July 7, 2015 11:06 pm

Micronesian soccer team outscored 114-0 in 3 matches at Pacific Games

The remote Yap Islands, Micronesia. Known more for its pristine beaches than its soccer prowess, the Federated States of Micronesia lost 46-0, 38-0 and 30-0 in the Pacific Games tournament.

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The players were mostly teenagers, many of them away from their villages in the Federated States of Micronesia for the first time. And as it turned out, on the steepest of learning curves in the Pacific Games soccer tournament in Papua New Guinea.

The Micronesians lost the third of their three matches at the Pacific Games 46-0 to Vanuatu on Tuesday. That was preceded by a 38-0 loss to Fiji and a 30-0 defeat to Tahiti – 114 goals in three matches. Jean Kaltak scored 16 goals for Vanuatu which scored at the rate of a goal every two minutes.

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Micronesia coach Stan Foster said he wasn’t surprised by the results.

“Most of these guys are in their late teenage years and that’s why I selected this team,” Foster told Radio New Zealand in Port Moresby, the Papua New Guinean capital, after the Vanuatu loss. “A bit of criticism I got before we left was (for) picking a younger squad, but it’s no use picking older players who won’t be around for the next four (years).”

“Most of them have never been out of their villages let alone on to another island. I took them to Guam the other day (and it was) the first time they’ve been on an elevator or an escalator. It’s been a huge step-up for these guys and they’ve just been overawed really.”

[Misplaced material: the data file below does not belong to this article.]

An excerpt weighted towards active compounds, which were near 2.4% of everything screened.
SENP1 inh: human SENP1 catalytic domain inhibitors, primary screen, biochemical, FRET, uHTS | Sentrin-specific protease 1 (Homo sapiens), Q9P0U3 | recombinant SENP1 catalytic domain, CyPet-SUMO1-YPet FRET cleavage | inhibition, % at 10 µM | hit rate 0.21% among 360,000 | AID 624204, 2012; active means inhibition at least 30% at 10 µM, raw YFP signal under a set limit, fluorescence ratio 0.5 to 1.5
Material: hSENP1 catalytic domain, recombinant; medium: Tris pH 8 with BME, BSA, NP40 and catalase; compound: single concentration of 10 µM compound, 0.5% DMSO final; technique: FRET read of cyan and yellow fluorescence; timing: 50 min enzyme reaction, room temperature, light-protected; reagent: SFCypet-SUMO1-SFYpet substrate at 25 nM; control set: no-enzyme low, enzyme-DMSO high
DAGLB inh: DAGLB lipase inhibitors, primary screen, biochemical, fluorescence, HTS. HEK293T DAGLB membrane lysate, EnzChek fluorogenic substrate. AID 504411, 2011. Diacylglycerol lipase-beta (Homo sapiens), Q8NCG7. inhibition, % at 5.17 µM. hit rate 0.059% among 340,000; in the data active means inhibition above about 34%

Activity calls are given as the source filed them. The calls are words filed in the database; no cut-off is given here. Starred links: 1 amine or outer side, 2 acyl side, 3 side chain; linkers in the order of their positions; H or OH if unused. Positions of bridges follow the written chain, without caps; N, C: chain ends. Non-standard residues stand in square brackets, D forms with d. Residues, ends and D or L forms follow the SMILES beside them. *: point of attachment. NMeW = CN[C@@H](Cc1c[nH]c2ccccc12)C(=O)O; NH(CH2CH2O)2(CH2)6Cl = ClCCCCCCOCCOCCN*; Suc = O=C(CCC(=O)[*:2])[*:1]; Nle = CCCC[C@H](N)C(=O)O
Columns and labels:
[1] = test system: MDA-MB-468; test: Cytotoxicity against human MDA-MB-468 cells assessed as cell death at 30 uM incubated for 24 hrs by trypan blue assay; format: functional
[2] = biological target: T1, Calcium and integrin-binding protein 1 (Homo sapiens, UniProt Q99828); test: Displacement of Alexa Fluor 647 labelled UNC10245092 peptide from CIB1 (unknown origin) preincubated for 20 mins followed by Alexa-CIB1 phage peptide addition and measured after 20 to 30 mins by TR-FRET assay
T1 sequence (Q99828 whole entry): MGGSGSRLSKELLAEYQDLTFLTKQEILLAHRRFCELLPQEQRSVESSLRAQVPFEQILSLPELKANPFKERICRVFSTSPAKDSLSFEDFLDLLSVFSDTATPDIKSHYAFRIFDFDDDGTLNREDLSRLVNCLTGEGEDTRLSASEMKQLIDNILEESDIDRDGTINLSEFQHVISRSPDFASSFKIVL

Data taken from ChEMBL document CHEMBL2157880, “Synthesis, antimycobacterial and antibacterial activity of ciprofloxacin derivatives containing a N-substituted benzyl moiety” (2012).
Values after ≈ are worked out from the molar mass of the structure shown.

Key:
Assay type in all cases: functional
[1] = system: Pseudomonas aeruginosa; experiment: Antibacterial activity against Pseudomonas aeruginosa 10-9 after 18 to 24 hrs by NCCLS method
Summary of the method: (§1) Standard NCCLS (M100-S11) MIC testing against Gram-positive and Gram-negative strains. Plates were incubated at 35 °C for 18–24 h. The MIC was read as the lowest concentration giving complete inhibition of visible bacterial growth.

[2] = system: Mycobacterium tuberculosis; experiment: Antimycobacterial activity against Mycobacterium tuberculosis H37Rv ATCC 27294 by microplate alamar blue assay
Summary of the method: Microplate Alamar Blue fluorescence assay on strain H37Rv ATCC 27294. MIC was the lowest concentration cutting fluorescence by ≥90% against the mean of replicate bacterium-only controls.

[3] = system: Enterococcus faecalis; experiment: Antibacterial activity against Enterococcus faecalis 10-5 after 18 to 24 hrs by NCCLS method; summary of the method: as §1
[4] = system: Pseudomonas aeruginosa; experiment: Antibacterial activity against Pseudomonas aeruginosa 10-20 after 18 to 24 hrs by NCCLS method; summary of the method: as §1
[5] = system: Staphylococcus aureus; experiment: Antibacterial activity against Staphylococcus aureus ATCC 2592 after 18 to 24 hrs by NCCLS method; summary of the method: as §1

Those villages Foster refers to are on four island states spread across 100 kilometres in the western Pacific Ocean – Yap, Chuuk, Pohnpei and Kosrae. They sit about 2,900 kilometres north of the eastern Australian coast and about 4,000 kilometres southwest of the main islands of Hawaii.

The islands, which use American currency because it is a U.S. “associated state,” have no organized football and often only get practice matches against teams from visiting ships. They are not a member of the Oceania confederation or FIFA, so their only funding to help develop their approximate 500 players, mostly from school teams, comes from international agencies like the U.N.

Foster said most of his team played in only seven-a-side teams and that the Pacific Games marked the first time many of them played on a pitch with 11 players.

The Pacific Games is an under-23 tournament, so the scores won’t count as any type of international record for most goals scored in a match. That mark still belongs to Australia: Archie Thompson scored 13 goals when the Socceroos beat American Samoa 31-0 in 2001 in an Oceania qualifying match for the 2002 World Cup.

Social media wasn’t around in 2001 to help spread news of the big Australian win, and predictably Twitter was active with news of the huge Micronesian losses. The official Pacific Games website even re-tweeted a note from a New Zealand radio network which pointed out that Micronesia conceded more goals in three matches than Lionel Messi has scored in the past two years (84).

“These are a team of boys and they’re playing against men,” Foster said after his team’s final lopsided loss. “But the makings are there. If we just to stick to our development I’m sure we can join the other teams.”

“We didn’t have high expectations,” Foster added, admitting that he told his players before they left they left not to worry about the scores of any of their matches.

Which, as it turned out, was probably a good thing.

© 2015 The Associated Press

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